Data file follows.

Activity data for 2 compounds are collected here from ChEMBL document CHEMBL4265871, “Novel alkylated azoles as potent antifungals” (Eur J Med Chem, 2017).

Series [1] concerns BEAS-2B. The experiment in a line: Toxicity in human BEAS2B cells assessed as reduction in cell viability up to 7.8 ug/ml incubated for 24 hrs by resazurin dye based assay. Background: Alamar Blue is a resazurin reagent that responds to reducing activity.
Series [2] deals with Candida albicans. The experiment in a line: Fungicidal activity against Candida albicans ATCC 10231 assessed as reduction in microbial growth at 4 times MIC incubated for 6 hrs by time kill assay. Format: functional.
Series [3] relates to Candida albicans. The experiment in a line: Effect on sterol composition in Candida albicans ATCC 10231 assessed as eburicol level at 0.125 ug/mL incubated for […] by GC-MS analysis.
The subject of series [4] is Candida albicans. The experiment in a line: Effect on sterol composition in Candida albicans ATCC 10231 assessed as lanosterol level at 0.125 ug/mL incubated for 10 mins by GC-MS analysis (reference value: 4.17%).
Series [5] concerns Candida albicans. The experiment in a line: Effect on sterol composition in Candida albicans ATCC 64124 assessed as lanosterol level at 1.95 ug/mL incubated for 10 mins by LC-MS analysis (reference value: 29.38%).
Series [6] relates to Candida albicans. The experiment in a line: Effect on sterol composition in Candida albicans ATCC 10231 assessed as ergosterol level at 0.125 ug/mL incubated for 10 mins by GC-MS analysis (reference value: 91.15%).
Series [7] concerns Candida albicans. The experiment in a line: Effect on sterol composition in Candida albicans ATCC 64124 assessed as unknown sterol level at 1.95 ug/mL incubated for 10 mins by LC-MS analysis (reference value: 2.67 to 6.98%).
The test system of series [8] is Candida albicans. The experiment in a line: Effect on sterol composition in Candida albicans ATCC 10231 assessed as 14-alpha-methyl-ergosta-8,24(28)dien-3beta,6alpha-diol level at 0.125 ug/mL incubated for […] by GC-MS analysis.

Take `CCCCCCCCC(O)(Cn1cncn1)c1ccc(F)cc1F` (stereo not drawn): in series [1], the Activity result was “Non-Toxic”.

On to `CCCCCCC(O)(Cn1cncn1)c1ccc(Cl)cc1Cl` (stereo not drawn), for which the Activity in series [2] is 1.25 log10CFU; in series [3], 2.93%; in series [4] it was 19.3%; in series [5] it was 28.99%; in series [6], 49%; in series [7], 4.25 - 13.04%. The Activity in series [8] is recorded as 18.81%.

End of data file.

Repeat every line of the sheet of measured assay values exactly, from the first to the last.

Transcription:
Activity data for 2 compounds are collected here from ChEMBL document CHEMBL4265871, “Novel alkylated azoles as potent antifungals” (Eur J Med Chem, 2017).

Series [1] concerns BEAS-2B. The experiment in a line: Toxicity in human BEAS2B cells assessed as reduction in cell viability up to 7.8 ug/ml incubated for 24 hrs by resazurin dye based assay. Background: Alamar Blue is a resazurin reagent that responds to reducing activity.
Series [2] deals with Candida albicans. The experiment in a line: Fungicidal activity against Candida albicans ATCC 10231 assessed as reduction in microbial growth at 4 times MIC incubated for 6 hrs by time kill assay. Format: functional.
Series [3] relates to Candida albicans. The experiment in a line: Effect on sterol composition in Candida albicans ATCC 10231 assessed as eburicol level at 0.125 ug/mL incubated for […] by GC-MS analysis.
The subject of series [4] is Candida albicans. The experiment in a line: Effect on sterol composition in Candida albicans ATCC 10231 assessed as lanosterol level at 0.125 ug/mL incubated for 10 mins by GC-MS analysis (reference value: 4.17%).
Series [5] concerns Candida albicans. The experiment in a line: Effect on sterol composition in Candida albicans ATCC 64124 assessed as lanosterol level at 1.95 ug/mL incubated for 10 mins by LC-MS analysis (reference value: 29.38%).
Series [6] relates to Candida albicans. The experiment in a line: Effect on sterol composition in Candida albicans ATCC 10231 assessed as ergosterol level at 0.125 ug/mL incubated for 10 mins by GC-MS analysis (reference value: 91.15%).
Series [7] concerns Candida albicans. The experiment in a line: Effect on sterol composition in Candida albicans ATCC 64124 assessed as unknown sterol level at 1.95 ug/mL incubated for 10 mins by LC-MS analysis (reference value: 2.67 to 6.98%).
The test system of series [8] is Candida albicans. The experiment in a line: Effect on sterol composition in Candida albicans ATCC 10231 assessed as 14-alpha-methyl-ergosta-8,24(28)dien-3beta,6alpha-diol level at 0.125 ug/mL incubated for […] by GC-MS analysis.

Take `CCCCCCCCC(O)(Cn1cncn1)c1ccc(F)cc1F` (stereo not drawn): in series [1], the Activity result was “Non-Toxic”.

On to `CCCCCCC(O)(Cn1cncn1)c1ccc(Cl)cc1Cl` (stereo not drawn), for which the Activity in series [2] is 1.25 log10CFU; in series [3], 2.93%; in series [4] it was 19.3%; in series [5] it was 28.99%; in series [6], 49%; in series [7], 4.25 - 13.04%. The Activity in series [8] is recorded as 18.81%.